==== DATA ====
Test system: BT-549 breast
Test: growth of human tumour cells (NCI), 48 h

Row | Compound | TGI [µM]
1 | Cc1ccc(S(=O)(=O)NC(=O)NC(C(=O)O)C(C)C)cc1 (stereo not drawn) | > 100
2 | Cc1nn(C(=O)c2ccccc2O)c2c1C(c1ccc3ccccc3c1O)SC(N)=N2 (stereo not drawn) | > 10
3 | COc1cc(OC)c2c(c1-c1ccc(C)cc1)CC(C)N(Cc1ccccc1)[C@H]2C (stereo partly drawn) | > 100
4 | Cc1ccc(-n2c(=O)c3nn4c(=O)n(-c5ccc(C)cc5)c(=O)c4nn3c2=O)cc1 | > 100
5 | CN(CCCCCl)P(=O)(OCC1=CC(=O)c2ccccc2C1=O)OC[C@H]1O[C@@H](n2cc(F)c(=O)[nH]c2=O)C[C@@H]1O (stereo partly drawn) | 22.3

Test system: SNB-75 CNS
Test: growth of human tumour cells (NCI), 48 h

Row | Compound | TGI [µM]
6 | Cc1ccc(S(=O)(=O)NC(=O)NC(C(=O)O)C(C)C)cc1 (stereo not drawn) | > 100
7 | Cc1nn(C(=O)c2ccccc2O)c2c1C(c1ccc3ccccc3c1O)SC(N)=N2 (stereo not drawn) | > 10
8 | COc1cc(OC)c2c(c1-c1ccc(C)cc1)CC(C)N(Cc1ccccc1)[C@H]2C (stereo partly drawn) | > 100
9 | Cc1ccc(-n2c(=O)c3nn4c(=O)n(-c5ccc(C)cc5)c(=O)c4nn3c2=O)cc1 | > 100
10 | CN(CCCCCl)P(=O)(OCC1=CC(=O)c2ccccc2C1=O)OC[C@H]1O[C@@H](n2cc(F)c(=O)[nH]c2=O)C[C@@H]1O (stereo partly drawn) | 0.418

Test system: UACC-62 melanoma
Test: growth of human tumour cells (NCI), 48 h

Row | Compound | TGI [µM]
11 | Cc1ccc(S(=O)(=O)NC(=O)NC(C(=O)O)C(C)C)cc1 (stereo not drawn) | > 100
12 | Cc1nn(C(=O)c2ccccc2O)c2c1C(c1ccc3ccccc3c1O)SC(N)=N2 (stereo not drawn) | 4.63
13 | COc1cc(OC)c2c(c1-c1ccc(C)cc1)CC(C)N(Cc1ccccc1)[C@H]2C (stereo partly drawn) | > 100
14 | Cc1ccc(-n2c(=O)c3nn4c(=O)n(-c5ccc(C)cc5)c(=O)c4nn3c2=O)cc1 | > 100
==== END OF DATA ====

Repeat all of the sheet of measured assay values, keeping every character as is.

Test system: BT-549 breast
Test: growth of human tumour cells (NCI), 48 h

Row | Compound | TGI [µM]
1 | Cc1ccc(S(=O)(=O)NC(=O)NC(C(=O)O)C(C)C)cc1 (stereo not drawn) | > 100
2 | Cc1nn(C(=O)c2ccccc2O)c2c1C(c1ccc3ccccc3c1O)SC(N)=N2 (stereo not drawn) | > 10
3 | COc1cc(OC)c2c(c1-c1ccc(C)cc1)CC(C)N(Cc1ccccc1)[C@H]2C (stereo partly drawn) | > 100
4 | Cc1ccc(-n2c(=O)c3nn4c(=O)n(-c5ccc(C)cc5)c(=O)c4nn3c2=O)cc1 | > 100
5 | CN(CCCCCl)P(=O)(OCC1=CC(=O)c2ccccc2C1=O)OC[C@H]1O[C@@H](n2cc(F)c(=O)[nH]c2=O)C[C@@H]1O (stereo partly drawn) | 22.3

Test system: SNB-75 CNS
Test: growth of human tumour cells (NCI), 48 h

Row | Compound | TGI [µM]
6 | Cc1ccc(S(=O)(=O)NC(=O)NC(C(=O)O)C(C)C)cc1 (stereo not drawn) | > 100
7 | Cc1nn(C(=O)c2ccccc2O)c2c1C(c1ccc3ccccc3c1O)SC(N)=N2 (stereo not drawn) | > 10
8 | COc1cc(OC)c2c(c1-c1ccc(C)cc1)CC(C)N(Cc1ccccc1)[C@H]2C (stereo partly drawn) | > 100
9 | Cc1ccc(-n2c(=O)c3nn4c(=O)n(-c5ccc(C)cc5)c(=O)c4nn3c2=O)cc1 | > 100
10 | CN(CCCCCl)P(=O)(OCC1=CC(=O)c2ccccc2C1=O)OC[C@H]1O[C@@H](n2cc(F)c(=O)[nH]c2=O)C[C@@H]1O (stereo partly drawn) | 0.418

Test system: UACC-62 melanoma
Test: growth of human tumour cells (NCI), 48 h

Row | Compound | TGI [µM]
11 | Cc1ccc(S(=O)(=O)NC(=O)NC(C(=O)O)C(C)C)cc1 (stereo not drawn) | > 100
12 | Cc1nn(C(=O)c2ccccc2O)c2c1C(c1ccc3ccccc3c1O)SC(N)=N2 (stereo not drawn) | 4.63
13 | COc1cc(OC)c2c(c1-c1ccc(C)cc1)CC(C)N(Cc1ccccc1)[C@H]2C (stereo partly drawn) | > 100
14 | Cc1ccc(-n2c(=O)c3nn4c(=O)n(-c5ccc(C)cc5)c(=O)c4nn3c2=O)cc1 | > 100